International Trade: Facts and Controversies

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Convidados Especiais |  Miguel Bandeira

Over the last century international trade expanded at an incredible pace. According to figures from World Trade Organization (WTO)[1], in 2010 the volume of world merchandise exports was about 30 times higher than it was in 1950, which means that within this period it increased at an annual average rate of almost 6%. However, despite this enormous increase, advantages and disadvantages of international trade are still a matter of several controversies.

Data Source: WTO
Data Source: World Trade Organization (WTO)

Economists often argue in favour of free-trade based essentially on the concept of comparative advantages created by the british economist David Ricardo in the XIX century. The main idea is that with trade each country will produce relatively more of the goods for which they have a comparative advantage and this will make both countries better-off than if they lived in autarky. In other words, trade allows countries to choose a bundle of consumption that is outside their production possibilities frontier and so it increases ‘national welfare’.

From an empirical perspective, the majority of the results in the literature corroborate the idea that trade improves the standards of living of a country[2]. For example, Feyrer (2009) estimated that an increase of 1% in trade tends to lead to an increase between 0,5% and 0.75% in the real GDP per capita and, moreover, trade can explain about 17% of the variation in growth rates across countries between 1960 and 1995.

But so, if trade causes such economic benefits, why barriers to free trade still exist? And furthermore, why some groups are against free trade?

The answer to these questions is that trade does not necessarily make every single individual better-off. Suppose, for instance, that a country has a comparative advantage in goods that are intensive in high skilled labor. After opening to trade this economy will produce more of goods that are intensive in high skilled labor, so the wages of high skilled labor will rise whereas wages of low skilled will decrease.

This illustrates a point that usually is not clear in economists’ arguments: the equilibrium under free trade is not Pareto superior to the one under autarky since, as the example above illustrates, ones are better-off and others worse-off. What economists are trying to say when they state that free trade increases ‘national welfare’ is that there is a potential Pareto improvement in opening to trade[3], which means that gains from trade are large enough so that if there is a way to redistribute them is possible to make every individual better-off.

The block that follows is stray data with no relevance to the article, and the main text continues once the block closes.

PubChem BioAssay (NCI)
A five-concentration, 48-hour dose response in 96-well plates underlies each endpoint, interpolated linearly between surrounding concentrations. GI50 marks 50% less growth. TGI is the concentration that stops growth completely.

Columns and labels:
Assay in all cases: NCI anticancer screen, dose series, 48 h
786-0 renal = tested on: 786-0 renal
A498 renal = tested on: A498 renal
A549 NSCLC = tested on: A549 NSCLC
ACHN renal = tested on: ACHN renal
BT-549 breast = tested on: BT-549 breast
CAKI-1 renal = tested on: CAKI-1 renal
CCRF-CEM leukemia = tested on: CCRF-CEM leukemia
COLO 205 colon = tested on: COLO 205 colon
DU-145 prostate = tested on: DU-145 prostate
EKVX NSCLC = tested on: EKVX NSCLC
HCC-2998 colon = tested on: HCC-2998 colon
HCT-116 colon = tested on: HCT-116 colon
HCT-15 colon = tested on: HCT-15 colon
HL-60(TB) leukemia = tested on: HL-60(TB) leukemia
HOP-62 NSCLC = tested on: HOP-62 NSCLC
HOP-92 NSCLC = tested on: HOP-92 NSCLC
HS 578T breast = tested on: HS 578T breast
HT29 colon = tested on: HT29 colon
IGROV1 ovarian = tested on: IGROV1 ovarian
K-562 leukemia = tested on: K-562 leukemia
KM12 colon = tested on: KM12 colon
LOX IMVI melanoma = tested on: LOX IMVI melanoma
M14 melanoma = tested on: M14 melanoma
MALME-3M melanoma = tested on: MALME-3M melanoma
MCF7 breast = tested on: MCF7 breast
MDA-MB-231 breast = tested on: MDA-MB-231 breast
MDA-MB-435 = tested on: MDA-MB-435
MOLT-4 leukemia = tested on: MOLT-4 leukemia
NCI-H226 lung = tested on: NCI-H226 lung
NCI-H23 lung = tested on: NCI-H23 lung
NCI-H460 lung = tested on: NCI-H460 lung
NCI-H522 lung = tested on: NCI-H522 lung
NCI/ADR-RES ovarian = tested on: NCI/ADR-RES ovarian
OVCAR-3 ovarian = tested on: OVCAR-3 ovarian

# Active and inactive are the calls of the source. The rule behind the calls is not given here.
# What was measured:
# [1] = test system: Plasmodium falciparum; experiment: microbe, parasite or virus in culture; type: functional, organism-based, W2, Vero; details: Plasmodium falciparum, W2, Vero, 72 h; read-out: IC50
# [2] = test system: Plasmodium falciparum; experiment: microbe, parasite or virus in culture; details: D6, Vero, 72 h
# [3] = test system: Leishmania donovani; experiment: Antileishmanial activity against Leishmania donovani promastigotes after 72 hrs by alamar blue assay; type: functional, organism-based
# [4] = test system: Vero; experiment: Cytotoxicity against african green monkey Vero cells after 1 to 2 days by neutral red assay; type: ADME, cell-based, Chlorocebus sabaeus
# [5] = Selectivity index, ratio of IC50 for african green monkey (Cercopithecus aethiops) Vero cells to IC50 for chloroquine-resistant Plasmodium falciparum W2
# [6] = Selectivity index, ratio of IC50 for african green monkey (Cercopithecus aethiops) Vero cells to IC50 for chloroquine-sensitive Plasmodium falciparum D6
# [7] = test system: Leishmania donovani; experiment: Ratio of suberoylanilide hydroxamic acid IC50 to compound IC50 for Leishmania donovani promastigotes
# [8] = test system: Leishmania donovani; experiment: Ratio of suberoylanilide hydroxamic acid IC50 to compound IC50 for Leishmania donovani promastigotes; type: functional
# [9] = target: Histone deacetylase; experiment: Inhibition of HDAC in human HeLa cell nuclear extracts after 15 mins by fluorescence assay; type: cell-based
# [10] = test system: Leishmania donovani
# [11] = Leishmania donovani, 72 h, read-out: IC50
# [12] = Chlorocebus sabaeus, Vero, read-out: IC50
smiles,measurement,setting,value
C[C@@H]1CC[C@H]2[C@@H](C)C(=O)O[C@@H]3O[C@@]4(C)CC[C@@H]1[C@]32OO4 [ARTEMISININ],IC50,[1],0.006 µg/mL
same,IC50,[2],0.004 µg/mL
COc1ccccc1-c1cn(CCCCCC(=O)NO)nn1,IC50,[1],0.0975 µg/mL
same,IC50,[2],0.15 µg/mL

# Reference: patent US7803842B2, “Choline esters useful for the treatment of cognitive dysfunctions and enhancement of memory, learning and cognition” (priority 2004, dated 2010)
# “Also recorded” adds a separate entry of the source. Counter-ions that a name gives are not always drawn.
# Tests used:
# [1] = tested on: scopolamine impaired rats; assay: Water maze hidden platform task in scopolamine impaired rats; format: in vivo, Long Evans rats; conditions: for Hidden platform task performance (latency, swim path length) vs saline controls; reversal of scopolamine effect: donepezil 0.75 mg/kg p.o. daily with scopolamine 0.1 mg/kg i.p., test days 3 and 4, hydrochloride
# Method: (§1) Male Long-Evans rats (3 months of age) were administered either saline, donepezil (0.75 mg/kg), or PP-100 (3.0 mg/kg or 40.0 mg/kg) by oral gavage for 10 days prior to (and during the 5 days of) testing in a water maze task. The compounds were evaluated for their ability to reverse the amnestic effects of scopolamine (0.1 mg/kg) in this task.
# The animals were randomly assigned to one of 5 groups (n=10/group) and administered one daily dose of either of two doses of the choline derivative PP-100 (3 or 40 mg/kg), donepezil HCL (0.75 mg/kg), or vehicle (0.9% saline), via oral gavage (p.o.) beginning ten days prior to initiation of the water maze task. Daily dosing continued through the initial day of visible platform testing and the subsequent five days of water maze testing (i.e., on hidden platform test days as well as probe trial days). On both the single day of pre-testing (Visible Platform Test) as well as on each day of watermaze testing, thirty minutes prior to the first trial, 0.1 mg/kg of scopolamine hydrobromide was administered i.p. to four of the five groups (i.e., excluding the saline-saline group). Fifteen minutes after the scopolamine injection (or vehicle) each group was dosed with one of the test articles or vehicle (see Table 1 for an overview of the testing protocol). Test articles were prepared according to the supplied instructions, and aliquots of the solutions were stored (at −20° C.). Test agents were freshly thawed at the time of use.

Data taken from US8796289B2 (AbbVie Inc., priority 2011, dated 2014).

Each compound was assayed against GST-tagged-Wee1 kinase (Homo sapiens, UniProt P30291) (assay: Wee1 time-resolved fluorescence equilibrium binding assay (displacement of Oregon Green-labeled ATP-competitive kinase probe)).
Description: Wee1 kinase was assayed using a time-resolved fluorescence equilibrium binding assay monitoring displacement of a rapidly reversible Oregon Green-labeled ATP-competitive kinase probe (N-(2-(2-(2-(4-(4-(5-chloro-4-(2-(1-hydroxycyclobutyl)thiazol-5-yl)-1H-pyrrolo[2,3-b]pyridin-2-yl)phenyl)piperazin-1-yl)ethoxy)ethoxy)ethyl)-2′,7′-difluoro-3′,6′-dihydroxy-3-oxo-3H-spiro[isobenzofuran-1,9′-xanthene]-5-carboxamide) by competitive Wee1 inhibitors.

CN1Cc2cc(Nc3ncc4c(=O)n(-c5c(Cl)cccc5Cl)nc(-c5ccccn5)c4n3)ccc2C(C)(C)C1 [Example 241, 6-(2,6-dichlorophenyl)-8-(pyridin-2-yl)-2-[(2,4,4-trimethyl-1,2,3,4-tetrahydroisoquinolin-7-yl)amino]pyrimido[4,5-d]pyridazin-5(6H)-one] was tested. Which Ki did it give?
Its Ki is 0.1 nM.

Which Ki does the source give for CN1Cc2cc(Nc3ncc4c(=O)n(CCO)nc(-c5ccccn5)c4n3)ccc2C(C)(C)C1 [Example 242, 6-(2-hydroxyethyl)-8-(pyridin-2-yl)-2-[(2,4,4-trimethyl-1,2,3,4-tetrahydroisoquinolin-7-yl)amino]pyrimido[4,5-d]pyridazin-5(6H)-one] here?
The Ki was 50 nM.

The question is that redistribution is difficult and quite often unfeasible and this explains the claims of some groups against free trade. But still, if trade has positive impacts on the aggregate, why governments cede to the pressures of the minorities negatively affected?

Usually this happens because the groups that would lose from international trade are usually more concentrated, informed and organized than the potential winners from free trade.

This is precisely what happens in the US sugar market, for instance. According to Krugman and Obstfeld (2010), prices of sugar are 60% higher in US market than on world markets due to the policy of restrictions on imports of this good. Estimates indicate that this policy cost about $1.5 billion every year to American consumers or, equivalently, $ 6/year per US citizen.

Perhaps, $6/year is too little to make consumers claim about it, and actually many of them not even know that they incurring in losses. But, for sugar producers definitely “extra” thousand dollars in revenues justify their strong organization to pressure for the maintenance of restrictions to imports, even though these policies are negative from an aggregate perspective.

Miguel Bandeira
Economista formado na FGV-SP, mestre na Nova School of Business & Economics, Lisboa/Portugal
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References:

Autor, David. 14.03 Microeconomic Theory and Public Policy, Fall 2010. (Massachusetts Institute of Technology: MIT OpenCourseWare), http://ocw.mit.edu (Accessed 10 Oct, 2012). License: Creative Commons BY-NC-SA

Frankel, Jeffrey and Romer, David (1999). “Does Trade Cause Growth?”. American Economic Review 89(3), 379-399.

Feyrer, James (2009). “Trade and Income - Exploiting Time Series in Geography”. NBER Working Paper #14910.

Krugman and Obstfled (2010). Economia Internacional: Teoria e Política. São Paulo, Pearson Prentice Hall, 8 º edição.

Noguer, M. and Siscart, M. (2005). “Trade raises income: a precise and robust result”. Journal of International Economics 65, 447-460.

Pyndick, R. and Rubinfeld, D. (1995). Microeconomics. Prentice Hall, 3rd edition

Foot Notes

[1] Link: http://www.wto.org/english/res_e/statis_e/its2011_e/its11_appendix_e.htm

[2] See Frankel and Romer (1999), Noguer and Siscart (2005), Feyrer (2009) and references therein

[3] See Autor (2004)

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